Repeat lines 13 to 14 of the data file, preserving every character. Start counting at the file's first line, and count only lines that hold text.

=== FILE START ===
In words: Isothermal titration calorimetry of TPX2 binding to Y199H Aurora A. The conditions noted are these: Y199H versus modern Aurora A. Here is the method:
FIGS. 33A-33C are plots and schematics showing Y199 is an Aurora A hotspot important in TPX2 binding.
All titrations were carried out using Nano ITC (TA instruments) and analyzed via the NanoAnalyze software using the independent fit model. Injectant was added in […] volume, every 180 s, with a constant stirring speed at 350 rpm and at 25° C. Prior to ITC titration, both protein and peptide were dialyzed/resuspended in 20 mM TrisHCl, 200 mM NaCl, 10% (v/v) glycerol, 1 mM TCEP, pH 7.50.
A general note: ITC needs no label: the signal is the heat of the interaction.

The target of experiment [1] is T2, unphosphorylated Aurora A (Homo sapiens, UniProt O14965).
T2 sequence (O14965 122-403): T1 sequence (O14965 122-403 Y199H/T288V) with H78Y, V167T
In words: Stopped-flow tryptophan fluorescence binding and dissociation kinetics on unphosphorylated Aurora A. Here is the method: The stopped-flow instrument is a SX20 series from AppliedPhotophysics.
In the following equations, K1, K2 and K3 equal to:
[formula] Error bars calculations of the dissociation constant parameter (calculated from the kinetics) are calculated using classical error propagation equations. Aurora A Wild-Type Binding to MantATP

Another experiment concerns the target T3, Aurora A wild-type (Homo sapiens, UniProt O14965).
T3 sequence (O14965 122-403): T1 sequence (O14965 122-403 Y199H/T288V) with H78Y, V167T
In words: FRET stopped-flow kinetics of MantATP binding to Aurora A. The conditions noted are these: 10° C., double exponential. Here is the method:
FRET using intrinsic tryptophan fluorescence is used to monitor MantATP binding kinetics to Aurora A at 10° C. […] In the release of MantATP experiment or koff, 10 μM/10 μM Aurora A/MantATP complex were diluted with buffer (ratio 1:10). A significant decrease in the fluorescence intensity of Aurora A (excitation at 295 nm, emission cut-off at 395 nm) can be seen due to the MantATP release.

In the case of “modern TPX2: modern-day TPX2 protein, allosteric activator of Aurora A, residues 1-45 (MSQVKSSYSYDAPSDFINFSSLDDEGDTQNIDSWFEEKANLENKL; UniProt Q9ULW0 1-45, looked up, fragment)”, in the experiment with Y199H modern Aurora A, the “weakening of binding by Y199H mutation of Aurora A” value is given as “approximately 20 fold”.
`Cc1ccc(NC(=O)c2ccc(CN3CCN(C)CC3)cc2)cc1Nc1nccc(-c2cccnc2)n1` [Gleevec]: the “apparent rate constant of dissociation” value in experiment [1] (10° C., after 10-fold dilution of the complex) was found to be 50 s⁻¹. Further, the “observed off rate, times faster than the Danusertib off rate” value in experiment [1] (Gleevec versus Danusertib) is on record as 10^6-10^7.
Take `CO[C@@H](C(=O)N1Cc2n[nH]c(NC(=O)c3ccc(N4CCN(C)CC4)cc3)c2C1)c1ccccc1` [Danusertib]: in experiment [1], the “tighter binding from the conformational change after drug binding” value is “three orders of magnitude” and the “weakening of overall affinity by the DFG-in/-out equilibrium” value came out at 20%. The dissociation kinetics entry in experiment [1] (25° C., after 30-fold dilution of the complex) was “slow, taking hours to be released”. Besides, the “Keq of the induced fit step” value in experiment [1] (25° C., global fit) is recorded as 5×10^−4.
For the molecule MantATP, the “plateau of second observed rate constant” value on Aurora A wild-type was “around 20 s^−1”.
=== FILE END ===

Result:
FRET using intrinsic tryptophan fluorescence is used to monitor MantATP binding kinetics to Aurora A at 10° C. […] In the release of MantATP experiment or koff, 10 μM/10 μM Aurora A/MantATP complex were diluted with buffer (ratio 1:10). A significant decrease in the fluorescence intensity of Aurora A (excitation at 295 nm, emission cut-off at 395 nm) can be seen due to the MantATP release.

In the case of “modern TPX2: modern-day TPX2 protein, allosteric activator of Aurora A, residues 1-45 (MSQVKSSYSYDAPSDFINFSSLDDEGDTQNIDSWFEEKANLENKL; UniProt Q9ULW0 1-45, looked up, fragment)”, in the experiment with Y199H modern Aurora A, the “weakening of binding by Y199H mutation of Aurora A” value is given as “approximately 20 fold”.